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    • 24 min
    Why It's Cool #9: Margiela Tabi Boots

    Why It's Cool #9: Margiela Tabi Boots

    The Margiela Tabi Boot celebrates its 30th anniversary this year. Along the way, it's become a membership card among fashion's most elite dressers.
    How Margiela's Tabi Boot Became a Status Symbol for Fashion's EliteThe “uncanny valley” is a robotics term dating back to Japanese professor Masahiro Mori in 1970. It hypothesizes that as a robot takes on more human characteristics — eyes, a face, five fingers, weird Terminator-esque skin — there’s a certain threshold where your response to the automaton turns from empathetic to strong revulsion.
    In other words, there’s a line between barely human and fully human that tends to gross people out. And one particularly polarizing Japanese-inspired shoe from designer Martin Margiela may prove that fashion has an uncanny valley too.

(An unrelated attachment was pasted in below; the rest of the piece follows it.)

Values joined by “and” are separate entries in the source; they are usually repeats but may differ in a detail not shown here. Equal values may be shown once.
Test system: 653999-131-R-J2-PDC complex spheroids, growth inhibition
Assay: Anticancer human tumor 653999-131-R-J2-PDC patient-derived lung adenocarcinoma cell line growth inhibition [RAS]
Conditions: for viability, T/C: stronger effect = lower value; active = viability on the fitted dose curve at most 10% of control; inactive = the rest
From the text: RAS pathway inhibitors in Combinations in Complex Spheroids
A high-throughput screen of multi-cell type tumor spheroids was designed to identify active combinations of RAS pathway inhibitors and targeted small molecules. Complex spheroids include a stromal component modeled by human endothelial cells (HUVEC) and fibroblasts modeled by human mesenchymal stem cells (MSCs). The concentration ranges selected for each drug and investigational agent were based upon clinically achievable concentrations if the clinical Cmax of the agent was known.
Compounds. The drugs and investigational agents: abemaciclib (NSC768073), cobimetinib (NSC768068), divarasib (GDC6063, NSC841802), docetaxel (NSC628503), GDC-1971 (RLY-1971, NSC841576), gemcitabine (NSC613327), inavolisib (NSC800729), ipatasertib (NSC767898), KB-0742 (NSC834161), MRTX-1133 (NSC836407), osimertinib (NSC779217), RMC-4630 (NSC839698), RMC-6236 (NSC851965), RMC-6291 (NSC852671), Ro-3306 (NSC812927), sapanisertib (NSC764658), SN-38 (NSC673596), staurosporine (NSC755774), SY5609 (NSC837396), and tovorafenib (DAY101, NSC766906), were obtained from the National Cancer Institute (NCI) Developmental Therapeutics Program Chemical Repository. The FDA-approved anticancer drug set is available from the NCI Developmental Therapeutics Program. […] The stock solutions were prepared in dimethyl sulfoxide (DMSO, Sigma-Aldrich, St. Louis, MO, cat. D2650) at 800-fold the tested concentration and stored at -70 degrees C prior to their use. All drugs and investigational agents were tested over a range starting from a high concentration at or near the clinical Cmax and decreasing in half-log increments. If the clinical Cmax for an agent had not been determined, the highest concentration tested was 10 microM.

Let’s go back to Paris in 1988. A time before the Internet and Instagram turned fashion into an integral part of pop culture. Back then, the industry was still a closely-guarded secret, only accessible to a privileged few. But even then, fashion had its iconoclasts, and Belgian designer Martin Margiela’s debut show marked a paradigm shift.
    Margiela’s tabi boot, largely based on the affordable Japanese “jika-tabi” shoes still worn by Japanese construction workers, features a circular heel, metal clasps known as “kohase” at the rear closure, and a signature split toe at the front. The big toe goes on one side, with the remaining four housed in the other. They’re essentially upscale ninja shoes that give the foot a cloven hoof appearance.
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    • 14 min